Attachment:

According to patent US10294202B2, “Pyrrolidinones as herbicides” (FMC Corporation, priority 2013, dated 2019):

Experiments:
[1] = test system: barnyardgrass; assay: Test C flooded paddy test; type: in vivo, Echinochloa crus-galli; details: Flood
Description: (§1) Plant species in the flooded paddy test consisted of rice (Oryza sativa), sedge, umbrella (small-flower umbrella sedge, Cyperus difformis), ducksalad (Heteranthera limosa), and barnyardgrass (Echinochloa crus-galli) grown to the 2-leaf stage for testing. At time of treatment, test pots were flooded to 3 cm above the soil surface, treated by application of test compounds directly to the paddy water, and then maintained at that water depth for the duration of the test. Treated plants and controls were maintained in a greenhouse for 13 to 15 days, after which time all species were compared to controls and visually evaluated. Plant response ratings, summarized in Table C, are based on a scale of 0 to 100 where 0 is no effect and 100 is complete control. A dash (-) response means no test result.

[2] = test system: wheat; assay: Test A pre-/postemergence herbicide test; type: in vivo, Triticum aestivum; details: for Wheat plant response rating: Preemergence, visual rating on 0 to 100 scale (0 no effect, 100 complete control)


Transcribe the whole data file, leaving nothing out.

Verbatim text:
According to patent US10294202B2, “Pyrrolidinones as herbicides” (FMC Corporation, priority 2013, dated 2019):

Experiments:
[1] = test system: barnyardgrass; assay: Test C flooded paddy test; type: in vivo, Echinochloa crus-galli; details: Flood
Description: (§1) Plant species in the flooded paddy test consisted of rice (Oryza sativa), sedge, umbrella (small-flower umbrella sedge, Cyperus difformis), ducksalad (Heteranthera limosa), and barnyardgrass (Echinochloa crus-galli) grown to the 2-leaf stage for testing. At time of treatment, test pots were flooded to 3 cm above the soil surface, treated by application of test compounds directly to the paddy water, and then maintained at that water depth for the duration of the test. Treated plants and controls were maintained in a greenhouse for 13 to 15 days, after which time all species were compared to controls and visually evaluated. Plant response ratings, summarized in Table C, are based on a scale of 0 to 100 where 0 is no effect and 100 is complete control. A dash (-) response means no test result.

[2] = test system: wheat; assay: Test A pre-/postemergence herbicide test; type: in vivo, Triticum aestivum; details: for Wheat plant response rating: Preemergence, visual rating on 0 to 100 scale (0 no effect, 100 complete control)